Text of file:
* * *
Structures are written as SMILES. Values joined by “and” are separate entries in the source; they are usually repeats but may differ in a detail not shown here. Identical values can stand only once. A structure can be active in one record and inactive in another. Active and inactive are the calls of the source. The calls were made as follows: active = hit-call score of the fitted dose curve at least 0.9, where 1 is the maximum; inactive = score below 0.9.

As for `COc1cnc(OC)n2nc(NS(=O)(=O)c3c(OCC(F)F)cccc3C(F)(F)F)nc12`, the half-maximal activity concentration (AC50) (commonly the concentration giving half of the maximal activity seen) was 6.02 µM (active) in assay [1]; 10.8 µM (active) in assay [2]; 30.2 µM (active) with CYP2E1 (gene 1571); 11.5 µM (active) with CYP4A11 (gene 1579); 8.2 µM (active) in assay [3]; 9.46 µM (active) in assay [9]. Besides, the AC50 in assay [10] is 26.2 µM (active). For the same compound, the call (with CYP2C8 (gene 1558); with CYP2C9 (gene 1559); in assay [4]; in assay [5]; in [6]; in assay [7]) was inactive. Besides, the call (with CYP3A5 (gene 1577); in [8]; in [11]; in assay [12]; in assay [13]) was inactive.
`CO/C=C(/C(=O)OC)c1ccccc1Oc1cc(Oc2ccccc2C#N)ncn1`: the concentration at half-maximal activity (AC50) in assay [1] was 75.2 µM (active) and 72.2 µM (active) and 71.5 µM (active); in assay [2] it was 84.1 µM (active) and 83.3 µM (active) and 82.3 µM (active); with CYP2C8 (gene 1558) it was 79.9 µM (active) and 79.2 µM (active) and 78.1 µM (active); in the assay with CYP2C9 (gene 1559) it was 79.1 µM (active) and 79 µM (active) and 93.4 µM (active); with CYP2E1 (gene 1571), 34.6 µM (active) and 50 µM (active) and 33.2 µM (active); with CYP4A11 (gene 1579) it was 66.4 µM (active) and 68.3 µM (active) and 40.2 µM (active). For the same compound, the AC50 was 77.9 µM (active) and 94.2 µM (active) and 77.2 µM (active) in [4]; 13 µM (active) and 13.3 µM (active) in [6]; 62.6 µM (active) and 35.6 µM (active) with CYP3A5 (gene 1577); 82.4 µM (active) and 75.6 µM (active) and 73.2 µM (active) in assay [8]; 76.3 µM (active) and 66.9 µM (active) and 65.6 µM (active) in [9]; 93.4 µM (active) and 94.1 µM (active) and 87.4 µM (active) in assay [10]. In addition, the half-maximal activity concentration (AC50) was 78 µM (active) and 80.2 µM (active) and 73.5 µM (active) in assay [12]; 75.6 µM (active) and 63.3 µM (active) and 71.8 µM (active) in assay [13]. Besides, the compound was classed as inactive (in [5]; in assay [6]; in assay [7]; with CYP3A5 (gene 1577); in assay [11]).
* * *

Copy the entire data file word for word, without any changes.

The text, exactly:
Structures are written as SMILES. Values joined by “and” are separate entries in the source; they are usually repeats but may differ in a detail not shown here. Identical values can stand only once. A structure can be active in one record and inactive in another. Active and inactive are the calls of the source. The calls were made as follows: active = hit-call score of the fitted dose curve at least 0.9, where 1 is the maximum; inactive = score below 0.9.

As for `COc1cnc(OC)n2nc(NS(=O)(=O)c3c(OCC(F)F)cccc3C(F)(F)F)nc12`, the half-maximal activity concentration (AC50) (commonly the concentration giving half of the maximal activity seen) was 6.02 µM (active) in assay [1]; 10.8 µM (active) in assay [2]; 30.2 µM (active) with CYP2E1 (gene 1571); 11.5 µM (active) with CYP4A11 (gene 1579); 8.2 µM (active) in assay [3]; 9.46 µM (active) in assay [9]. Besides, the AC50 in assay [10] is 26.2 µM (active). For the same compound, the call (with CYP2C8 (gene 1558); with CYP2C9 (gene 1559); in assay [4]; in assay [5]; in [6]; in assay [7]) was inactive. Besides, the call (with CYP3A5 (gene 1577); in [8]; in [11]; in assay [12]; in assay [13]) was inactive.
`CO/C=C(/C(=O)OC)c1ccccc1Oc1cc(Oc2ccccc2C#N)ncn1`: the concentration at half-maximal activity (AC50) in assay [1] was 75.2 µM (active) and 72.2 µM (active) and 71.5 µM (active); in assay [2] it was 84.1 µM (active) and 83.3 µM (active) and 82.3 µM (active); with CYP2C8 (gene 1558) it was 79.9 µM (active) and 79.2 µM (active) and 78.1 µM (active); in the assay with CYP2C9 (gene 1559) it was 79.1 µM (active) and 79 µM (active) and 93.4 µM (active); with CYP2E1 (gene 1571), 34.6 µM (active) and 50 µM (active) and 33.2 µM (active); with CYP4A11 (gene 1579) it was 66.4 µM (active) and 68.3 µM (active) and 40.2 µM (active). For the same compound, the AC50 was 77.9 µM (active) and 94.2 µM (active) and 77.2 µM (active) in [4]; 13 µM (active) and 13.3 µM (active) in [6]; 62.6 µM (active) and 35.6 µM (active) with CYP3A5 (gene 1577); 82.4 µM (active) and 75.6 µM (active) and 73.2 µM (active) in assay [8]; 76.3 µM (active) and 66.9 µM (active) and 65.6 µM (active) in [9]; 93.4 µM (active) and 94.1 µM (active) and 87.4 µM (active) in assay [10]. In addition, the half-maximal activity concentration (AC50) was 78 µM (active) and 80.2 µM (active) and 73.5 µM (active) in assay [12]; 75.6 µM (active) and 63.3 µM (active) and 71.8 µM (active) in assay [13]. Besides, the compound was classed as inactive (in [5]; in assay [6]; in assay [7]; with CYP3A5 (gene 1577); in assay [11]).